We Are Less Than 50% Human. Here's Why

It is far from unreasonable to assume that the vast majority of a person's biomass is their own body. Certainly, there are some microbes that will cling to the skin, as well as bacteria in the digestive system that break down food, but how much of one's mass could these hitchhikers really account for? Recent studies estimate that these non-human organisms — including bacteria, single-celled eukaryotes, fungi, and other microbial life — in fact, make up 57% of all the cells in a human body (via MEL Magazine). 

This surprisingly high number speaks to not only how much an individual picks up on their skin, but how prevalent and vital microorganisms are. They help in digestion, composing the immune system, and even stress regulation (via TED). The true scale of their presence may also hold previously unknown insights into how human biology interacts with them. It is hoped that their study in this context can be used to solve a variety of conditions that plague millions of people (via MEL Magazine).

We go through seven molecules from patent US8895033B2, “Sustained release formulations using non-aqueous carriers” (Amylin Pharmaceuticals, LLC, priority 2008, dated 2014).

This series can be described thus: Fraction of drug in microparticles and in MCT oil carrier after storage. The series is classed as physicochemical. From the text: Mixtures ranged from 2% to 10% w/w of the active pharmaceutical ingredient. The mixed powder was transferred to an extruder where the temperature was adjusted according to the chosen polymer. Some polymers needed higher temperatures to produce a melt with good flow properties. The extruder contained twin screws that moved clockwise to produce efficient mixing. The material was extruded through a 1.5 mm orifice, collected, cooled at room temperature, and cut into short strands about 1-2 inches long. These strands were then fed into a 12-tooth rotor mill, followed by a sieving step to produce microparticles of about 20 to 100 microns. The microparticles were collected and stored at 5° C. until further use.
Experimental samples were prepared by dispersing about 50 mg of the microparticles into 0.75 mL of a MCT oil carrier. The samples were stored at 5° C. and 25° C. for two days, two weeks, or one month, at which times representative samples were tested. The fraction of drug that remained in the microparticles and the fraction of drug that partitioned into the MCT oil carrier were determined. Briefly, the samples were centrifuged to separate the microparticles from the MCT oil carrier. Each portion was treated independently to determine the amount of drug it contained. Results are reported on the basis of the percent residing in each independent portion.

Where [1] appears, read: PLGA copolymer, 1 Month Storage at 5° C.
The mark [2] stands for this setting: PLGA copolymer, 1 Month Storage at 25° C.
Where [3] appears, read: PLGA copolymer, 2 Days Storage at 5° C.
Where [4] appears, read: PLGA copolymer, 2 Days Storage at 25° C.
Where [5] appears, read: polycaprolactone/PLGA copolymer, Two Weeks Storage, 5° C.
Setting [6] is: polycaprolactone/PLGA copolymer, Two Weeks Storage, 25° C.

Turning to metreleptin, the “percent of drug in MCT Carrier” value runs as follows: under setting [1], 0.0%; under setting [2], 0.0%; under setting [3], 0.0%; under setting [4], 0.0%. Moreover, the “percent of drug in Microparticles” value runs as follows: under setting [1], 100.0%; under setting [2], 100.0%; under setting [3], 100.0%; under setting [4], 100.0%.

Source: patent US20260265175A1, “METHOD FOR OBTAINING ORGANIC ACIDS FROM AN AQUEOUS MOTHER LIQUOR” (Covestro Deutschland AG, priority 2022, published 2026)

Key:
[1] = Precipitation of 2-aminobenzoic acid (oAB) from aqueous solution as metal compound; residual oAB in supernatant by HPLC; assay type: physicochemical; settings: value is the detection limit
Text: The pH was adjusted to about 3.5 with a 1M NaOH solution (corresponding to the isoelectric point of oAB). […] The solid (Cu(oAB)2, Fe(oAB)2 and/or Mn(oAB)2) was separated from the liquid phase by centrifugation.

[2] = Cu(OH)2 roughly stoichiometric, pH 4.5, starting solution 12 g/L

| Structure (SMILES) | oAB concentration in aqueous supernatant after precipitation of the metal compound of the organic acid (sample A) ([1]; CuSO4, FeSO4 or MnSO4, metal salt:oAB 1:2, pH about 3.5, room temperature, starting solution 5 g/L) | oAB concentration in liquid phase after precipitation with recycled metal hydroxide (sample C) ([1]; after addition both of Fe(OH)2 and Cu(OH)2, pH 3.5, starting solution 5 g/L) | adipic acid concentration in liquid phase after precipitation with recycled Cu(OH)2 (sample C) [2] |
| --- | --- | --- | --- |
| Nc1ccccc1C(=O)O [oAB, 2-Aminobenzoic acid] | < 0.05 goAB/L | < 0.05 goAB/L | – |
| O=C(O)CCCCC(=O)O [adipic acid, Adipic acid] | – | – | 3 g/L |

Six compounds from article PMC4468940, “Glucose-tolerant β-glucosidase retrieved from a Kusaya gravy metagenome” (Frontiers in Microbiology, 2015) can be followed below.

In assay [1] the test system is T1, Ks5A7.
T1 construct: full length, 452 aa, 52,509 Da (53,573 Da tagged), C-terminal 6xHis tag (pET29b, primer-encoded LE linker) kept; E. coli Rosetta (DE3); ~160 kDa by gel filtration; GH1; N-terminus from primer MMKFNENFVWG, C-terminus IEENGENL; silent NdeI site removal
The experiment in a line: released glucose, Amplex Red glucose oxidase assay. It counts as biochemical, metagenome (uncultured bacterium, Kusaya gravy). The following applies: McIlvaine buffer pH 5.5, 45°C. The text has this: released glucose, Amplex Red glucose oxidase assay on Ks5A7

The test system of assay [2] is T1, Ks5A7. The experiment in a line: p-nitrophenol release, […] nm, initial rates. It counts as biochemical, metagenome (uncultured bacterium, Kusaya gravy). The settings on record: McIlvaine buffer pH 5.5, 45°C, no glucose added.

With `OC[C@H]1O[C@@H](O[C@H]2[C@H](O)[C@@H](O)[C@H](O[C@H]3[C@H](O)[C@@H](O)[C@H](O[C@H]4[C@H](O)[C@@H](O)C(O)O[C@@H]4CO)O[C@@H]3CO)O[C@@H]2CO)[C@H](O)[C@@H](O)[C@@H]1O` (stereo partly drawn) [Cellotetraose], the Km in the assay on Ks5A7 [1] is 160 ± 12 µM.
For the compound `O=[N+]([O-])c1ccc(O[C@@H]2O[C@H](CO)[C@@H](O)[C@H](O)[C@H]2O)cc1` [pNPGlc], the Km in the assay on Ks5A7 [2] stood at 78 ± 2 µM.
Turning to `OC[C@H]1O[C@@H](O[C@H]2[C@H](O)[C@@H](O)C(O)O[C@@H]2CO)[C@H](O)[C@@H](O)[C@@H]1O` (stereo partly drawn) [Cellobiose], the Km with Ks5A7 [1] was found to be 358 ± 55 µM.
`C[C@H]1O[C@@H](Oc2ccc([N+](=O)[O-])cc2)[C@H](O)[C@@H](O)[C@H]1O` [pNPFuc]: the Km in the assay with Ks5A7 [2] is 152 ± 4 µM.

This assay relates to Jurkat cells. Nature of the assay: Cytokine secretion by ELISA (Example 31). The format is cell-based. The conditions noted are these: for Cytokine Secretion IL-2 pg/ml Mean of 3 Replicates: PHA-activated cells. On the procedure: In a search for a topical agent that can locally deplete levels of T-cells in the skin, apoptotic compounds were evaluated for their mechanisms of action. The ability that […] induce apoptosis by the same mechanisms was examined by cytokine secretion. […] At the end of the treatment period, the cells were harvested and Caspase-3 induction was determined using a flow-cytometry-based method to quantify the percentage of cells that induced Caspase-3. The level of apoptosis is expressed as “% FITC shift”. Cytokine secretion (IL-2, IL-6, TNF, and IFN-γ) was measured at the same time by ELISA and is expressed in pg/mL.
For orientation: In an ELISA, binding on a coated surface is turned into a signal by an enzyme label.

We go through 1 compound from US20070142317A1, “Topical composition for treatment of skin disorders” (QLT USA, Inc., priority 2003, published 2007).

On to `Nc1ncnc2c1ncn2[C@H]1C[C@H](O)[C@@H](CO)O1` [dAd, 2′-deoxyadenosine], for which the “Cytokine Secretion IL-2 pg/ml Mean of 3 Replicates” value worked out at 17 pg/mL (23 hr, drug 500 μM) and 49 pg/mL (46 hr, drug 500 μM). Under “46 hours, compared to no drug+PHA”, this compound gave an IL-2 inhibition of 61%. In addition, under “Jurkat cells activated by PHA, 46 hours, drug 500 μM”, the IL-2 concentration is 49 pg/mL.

New studies on the body's bacteria can potentially aid many fields of study

The proper function of the digestive system hinges on not only how much bacteria resides there but what type as well. Certain varieties are more adept at processing certain foods than others and if a person eats a diet that is too unbalanced (such as a diet high sugar in and/or fat) or is otherwise unhealthy then that can promote infections and inflammation (via VOA News). Understating what types of bacteria are present can therefore allow for healthier diets to be tailored to individuals.

A gross — yet evidently effective — way to treat disproportionate ratios of 'bad' bacteria has also been to transplant fecal cells into such individuals from someone with healthy bowels. Experiments with mice have yielded resounding success, with the healthier transplanted bacteria almost completely overtaking those already present. Analysis of various types of bacteria in an individual can also potentially help judge the severity of conditions not directly related to it. According to the BBC the severity of Parkinson's, depression, autism, and the efficacy of medication might all be determined by the analysis of a person's intestinal bacteria.